Original form of the Poincaré Conjecture is basically that the 3-sphere is the only closed finite 3-manifold that passes the loop test. The special case of the geometrization conjecture for 3-D requires 8 geometries, and requires allowing segmenting a manifold piece-wise into those 8 architectures. This conjecture includes Poincaré's implicitly, since the spherical geometry will pass the loop test, and the others won't – so if there are no other manifolds, only the unique spherical manifold would pass the loop. The other 7 geometries do not admit a pseudo-sphere, and the spherical geometry has only one possible manifold. Again, the hyperbolic geometry's extra “space” provides the flexibility to rigidly geometricize the stranger manifolds. The lovely "Hyperbolic Space tiled with Dodecahedra" is locally Euclidean – all those 90-90-90 rectilinear girder-and-beam intersections – but globally it has negative curvature. This is the 3-D analog to the hyperbolic tiling with right-angle pentagons, of course.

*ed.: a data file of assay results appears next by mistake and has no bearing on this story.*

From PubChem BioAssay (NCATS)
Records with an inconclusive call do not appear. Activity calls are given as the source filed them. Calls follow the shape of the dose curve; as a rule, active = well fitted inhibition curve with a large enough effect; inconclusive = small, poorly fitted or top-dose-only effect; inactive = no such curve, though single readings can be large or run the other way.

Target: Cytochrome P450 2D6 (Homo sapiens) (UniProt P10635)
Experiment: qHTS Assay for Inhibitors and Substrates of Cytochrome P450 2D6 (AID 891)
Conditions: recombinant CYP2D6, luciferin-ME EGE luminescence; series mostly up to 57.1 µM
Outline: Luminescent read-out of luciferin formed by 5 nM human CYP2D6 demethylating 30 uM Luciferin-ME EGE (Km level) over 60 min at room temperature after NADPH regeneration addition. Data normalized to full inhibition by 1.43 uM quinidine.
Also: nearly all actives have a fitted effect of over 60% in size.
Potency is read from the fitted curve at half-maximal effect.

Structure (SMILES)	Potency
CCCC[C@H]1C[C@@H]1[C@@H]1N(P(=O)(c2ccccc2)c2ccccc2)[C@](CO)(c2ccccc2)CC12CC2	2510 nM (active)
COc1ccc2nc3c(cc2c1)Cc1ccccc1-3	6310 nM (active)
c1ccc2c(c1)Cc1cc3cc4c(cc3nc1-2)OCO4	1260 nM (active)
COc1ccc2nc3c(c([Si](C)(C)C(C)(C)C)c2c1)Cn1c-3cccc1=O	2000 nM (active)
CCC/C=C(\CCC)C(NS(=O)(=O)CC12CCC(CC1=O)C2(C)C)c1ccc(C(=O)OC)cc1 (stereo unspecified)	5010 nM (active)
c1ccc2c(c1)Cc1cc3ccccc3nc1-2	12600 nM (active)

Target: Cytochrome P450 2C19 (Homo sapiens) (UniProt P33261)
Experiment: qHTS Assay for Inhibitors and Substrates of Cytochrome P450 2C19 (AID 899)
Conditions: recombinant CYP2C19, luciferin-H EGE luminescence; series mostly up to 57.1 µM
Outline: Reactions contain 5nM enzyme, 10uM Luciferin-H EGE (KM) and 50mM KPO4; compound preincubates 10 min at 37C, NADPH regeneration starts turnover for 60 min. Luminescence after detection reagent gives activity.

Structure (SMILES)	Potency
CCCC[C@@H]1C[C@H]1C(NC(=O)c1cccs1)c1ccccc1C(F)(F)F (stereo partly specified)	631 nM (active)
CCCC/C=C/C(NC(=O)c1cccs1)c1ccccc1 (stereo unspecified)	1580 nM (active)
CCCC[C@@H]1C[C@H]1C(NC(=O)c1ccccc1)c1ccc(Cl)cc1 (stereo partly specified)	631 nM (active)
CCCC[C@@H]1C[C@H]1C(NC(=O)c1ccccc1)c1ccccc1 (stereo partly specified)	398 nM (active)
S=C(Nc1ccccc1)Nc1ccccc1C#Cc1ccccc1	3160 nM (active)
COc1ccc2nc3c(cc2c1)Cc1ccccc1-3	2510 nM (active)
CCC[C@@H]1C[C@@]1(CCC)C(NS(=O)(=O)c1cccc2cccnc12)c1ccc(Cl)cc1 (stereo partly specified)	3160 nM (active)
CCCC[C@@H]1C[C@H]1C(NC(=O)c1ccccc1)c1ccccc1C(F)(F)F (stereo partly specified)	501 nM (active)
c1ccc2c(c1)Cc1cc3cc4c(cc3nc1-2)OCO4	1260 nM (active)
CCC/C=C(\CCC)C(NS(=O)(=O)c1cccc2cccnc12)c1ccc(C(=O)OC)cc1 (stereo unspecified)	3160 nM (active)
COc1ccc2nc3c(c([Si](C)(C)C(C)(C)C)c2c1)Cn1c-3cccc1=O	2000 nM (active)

One of the many great mathematicians to have thought they had proved the Poincaré Conjecture said using Topological arguments was the way not to prove this topological conjecture; in retrospect, his self-criticism appears correct.

[I'm omitting the connection between Knot Theory and geometrization of their complement spaces, which is important in the history of the conjectures.]

Hamilton made great progress on the Poincaré-Thurston problems using “Ricci Flows”, to morph a manifold into it's smooth equivalent, but was stymied by singularities in dimensions higher than 2. McMullen showed a movie of Ricci Flow in action [probably this one. Ricci Flow deforms a curve or surface locally to reduce local curvature – and this has an emergent global property to create symmetry, and in 1-D curves embedded in 2-D space, as in the movie, this will never cause self-intersection.